They will cross the bridge that leads them to a lifestyle change. This is the only permanent thing that will last. They will find a healthy balance of all foods, learn the right amount they need to lose, then maintain that loss. They will have figured out that a their favorite meal or a treat here and there isn’t going to end their success, in fact, they will have figured out it can lead to their success.

This month marks my 8th year since I crossed over “the bridge”.  8 years of  not just losing it, but keeping it gone. It’s my celebratory month of figuring out what worked for me and getting out of the hamster wheel diet mentality/trap. I’ve learned so much about myself in these past few years. I’ve learned a lot about food, nutrition and exercise too.

Of course, just because this is the month I started the process doesn’t mean it’s when all things connected for me. That took some time, some patience, and some strong willed perseverance. It took a willingness to learn and experiment. To stumble and get up again.

Eventually, I hit a point where losing weight wasn’t such a focus anymore. I stopped my weekly check in’s with the scale. I stopped thinking or worrying every bite was gonna land on me like a ton of bricks. I stopped worrying about what size label my clothes carried.

I was in a good place.. the land of maintenance.

So what about those who “get it” who cross over into that understanding that the only thing that works forever and long term is a lifestyle change. It’s about losing the old lifestyle and mindset that got you there in the first place.  This means mentally, physically, and emotionally. An entire changed perspective on how to approach food, our relationship with it and finding the balance of eating just enough but not to much. It’s a better awareness on taking care of yourself.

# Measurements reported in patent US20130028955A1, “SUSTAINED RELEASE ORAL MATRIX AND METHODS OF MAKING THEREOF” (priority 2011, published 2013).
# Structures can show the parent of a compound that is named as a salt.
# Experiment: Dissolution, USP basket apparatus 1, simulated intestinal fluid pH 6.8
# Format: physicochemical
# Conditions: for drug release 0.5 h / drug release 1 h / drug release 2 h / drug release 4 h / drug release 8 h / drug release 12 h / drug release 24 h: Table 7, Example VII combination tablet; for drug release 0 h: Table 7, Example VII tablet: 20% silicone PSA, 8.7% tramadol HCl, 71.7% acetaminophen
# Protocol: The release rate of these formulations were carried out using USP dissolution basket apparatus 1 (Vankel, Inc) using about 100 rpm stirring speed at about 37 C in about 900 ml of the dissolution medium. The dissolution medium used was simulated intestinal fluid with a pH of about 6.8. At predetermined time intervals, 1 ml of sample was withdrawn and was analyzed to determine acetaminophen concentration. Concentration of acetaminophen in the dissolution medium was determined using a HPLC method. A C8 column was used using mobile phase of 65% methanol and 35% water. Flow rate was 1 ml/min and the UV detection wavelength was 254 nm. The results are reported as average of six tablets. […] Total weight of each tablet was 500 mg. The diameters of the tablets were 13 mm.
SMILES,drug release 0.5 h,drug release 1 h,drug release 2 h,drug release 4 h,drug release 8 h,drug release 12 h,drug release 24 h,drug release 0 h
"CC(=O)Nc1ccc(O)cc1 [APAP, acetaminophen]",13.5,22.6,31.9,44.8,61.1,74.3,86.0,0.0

Where do you go after weight loss?

In the beginning you’re so focused on the numbers changing, whether it’s your clothes or the scale it unwittingly becomes your main focus on the journey. Once you hit that point of being comfy you realize you need to have a new focus.

I’d say where I am now, as to where I was then, I’ve learned a lot more about food and nutrition.  Yes, you can lose weight with almost any foods as long as you are creating a daily deficit.

Losing weight comes down to having a negative expenditure each and every day. It’s just learning what to eat ( in a positive way) to contribute to the weight loss.

But there are things that start to happen in this process, in the “after” part of losing weight…

You really start to prefer healthy, nutritious foods

I was never a horrible eater  but I probably snacked on stuff that didn’t support my health and fitness goals like I do now. It has been a ongoing learned process, to intentionally select good foods over fast foods or some junk type of food.  In time your body really does begin to crave the good foods and you lose your taste for a lot of the things you used to find so desirable. I often eat salads now simply because I enjoy them, I crave the veggies, and it leaves me feeling energetic and not sluggish for my day.

By the time you get to a maintenance mode, you’ve learned more about the foods that got you there and don’t view eating that way as being deprived or missing out.

So yeah, you’re much more tuned in to how to eat and what to eat and you feel better not only physically, but mentally too when you do. Making good choices just makes you feel good all over.